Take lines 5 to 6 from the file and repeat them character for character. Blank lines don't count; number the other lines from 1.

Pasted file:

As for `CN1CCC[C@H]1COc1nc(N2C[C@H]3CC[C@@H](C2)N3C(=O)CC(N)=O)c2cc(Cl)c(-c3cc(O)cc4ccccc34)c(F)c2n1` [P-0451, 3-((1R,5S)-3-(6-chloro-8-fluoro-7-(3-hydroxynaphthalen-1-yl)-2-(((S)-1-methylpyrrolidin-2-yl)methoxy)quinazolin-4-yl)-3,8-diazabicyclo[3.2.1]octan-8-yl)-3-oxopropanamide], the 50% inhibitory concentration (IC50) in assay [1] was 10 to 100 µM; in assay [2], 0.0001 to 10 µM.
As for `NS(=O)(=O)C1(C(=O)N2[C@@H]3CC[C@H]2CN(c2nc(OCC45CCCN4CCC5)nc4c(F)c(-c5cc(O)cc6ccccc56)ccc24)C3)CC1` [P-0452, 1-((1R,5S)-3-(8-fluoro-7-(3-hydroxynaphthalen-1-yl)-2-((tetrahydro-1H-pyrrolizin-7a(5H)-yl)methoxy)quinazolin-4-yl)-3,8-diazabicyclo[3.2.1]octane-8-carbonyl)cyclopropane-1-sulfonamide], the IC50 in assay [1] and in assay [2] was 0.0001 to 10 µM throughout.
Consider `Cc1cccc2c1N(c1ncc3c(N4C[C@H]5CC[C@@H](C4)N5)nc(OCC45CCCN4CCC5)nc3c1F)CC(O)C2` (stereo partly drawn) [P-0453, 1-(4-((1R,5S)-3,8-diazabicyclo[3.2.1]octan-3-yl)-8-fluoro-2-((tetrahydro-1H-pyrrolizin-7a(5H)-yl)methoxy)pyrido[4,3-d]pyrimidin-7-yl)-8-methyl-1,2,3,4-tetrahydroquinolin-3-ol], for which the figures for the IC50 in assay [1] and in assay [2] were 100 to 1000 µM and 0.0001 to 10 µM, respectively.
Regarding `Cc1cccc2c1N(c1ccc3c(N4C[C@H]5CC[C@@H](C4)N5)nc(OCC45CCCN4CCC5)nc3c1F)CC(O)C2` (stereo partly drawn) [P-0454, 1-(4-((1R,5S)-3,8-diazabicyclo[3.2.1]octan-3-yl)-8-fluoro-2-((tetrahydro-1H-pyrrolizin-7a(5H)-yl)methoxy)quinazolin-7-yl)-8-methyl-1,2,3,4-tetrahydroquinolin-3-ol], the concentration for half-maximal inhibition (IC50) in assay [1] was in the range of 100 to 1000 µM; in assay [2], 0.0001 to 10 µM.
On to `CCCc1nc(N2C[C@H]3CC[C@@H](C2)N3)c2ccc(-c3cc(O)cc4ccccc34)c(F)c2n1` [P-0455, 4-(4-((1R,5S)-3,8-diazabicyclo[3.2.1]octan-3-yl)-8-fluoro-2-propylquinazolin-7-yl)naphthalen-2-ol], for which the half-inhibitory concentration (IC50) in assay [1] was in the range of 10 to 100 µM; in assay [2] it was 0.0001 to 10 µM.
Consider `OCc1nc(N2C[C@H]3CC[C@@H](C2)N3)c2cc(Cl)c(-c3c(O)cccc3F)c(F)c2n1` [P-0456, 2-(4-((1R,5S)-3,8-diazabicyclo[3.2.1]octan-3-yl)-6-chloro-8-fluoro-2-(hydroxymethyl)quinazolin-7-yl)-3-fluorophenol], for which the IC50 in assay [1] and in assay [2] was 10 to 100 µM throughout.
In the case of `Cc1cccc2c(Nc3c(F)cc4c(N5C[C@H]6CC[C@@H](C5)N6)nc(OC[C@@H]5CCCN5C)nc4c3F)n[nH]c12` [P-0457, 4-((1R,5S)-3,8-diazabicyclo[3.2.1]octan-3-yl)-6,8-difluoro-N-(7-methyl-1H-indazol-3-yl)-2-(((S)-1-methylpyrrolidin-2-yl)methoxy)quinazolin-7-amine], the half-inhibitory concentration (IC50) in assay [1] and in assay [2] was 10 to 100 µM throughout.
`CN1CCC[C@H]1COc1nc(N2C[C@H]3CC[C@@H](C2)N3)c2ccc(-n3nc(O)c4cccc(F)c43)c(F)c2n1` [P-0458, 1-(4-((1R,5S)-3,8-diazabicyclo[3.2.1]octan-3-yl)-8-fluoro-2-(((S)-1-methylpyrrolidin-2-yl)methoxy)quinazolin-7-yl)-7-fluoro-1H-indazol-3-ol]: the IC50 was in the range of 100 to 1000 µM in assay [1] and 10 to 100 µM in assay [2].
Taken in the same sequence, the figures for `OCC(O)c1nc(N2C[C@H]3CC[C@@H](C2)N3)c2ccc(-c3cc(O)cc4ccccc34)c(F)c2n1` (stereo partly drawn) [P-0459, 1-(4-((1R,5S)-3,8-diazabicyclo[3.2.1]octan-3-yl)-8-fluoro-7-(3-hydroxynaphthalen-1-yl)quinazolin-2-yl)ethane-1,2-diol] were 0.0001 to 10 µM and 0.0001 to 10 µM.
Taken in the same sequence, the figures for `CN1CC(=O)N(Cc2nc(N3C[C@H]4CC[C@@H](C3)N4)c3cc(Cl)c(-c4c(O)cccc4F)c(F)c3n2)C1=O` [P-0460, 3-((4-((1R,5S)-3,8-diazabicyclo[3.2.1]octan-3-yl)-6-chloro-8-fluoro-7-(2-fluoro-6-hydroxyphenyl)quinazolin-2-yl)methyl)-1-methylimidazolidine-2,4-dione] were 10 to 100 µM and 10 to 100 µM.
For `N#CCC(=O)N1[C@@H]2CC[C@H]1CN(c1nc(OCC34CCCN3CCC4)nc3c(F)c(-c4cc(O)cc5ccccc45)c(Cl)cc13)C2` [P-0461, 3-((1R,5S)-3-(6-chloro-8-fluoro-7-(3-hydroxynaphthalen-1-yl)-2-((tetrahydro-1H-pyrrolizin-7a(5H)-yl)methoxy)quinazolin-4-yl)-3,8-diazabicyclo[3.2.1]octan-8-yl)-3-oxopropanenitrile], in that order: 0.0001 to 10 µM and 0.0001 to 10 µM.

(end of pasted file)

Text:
On to `CCCc1nc(N2C[C@H]3CC[C@@H](C2)N3)c2ccc(-c3cc(O)cc4ccccc34)c(F)c2n1` [P-0455, 4-(4-((1R,5S)-3,8-diazabicyclo[3.2.1]octan-3-yl)-8-fluoro-2-propylquinazolin-7-yl)naphthalen-2-ol], for which the half-inhibitory concentration (IC50) in assay [1] was in the range of 10 to 100 µM; in assay [2] it was 0.0001 to 10 µM.
Consider `OCc1nc(N2C[C@H]3CC[C@@H](C2)N3)c2cc(Cl)c(-c3c(O)cccc3F)c(F)c2n1` [P-0456, 2-(4-((1R,5S)-3,8-diazabicyclo[3.2.1]octan-3-yl)-6-chloro-8-fluoro-2-(hydroxymethyl)quinazolin-7-yl)-3-fluorophenol], for which the IC50 in assay [1] and in assay [2] was 10 to 100 µM throughout.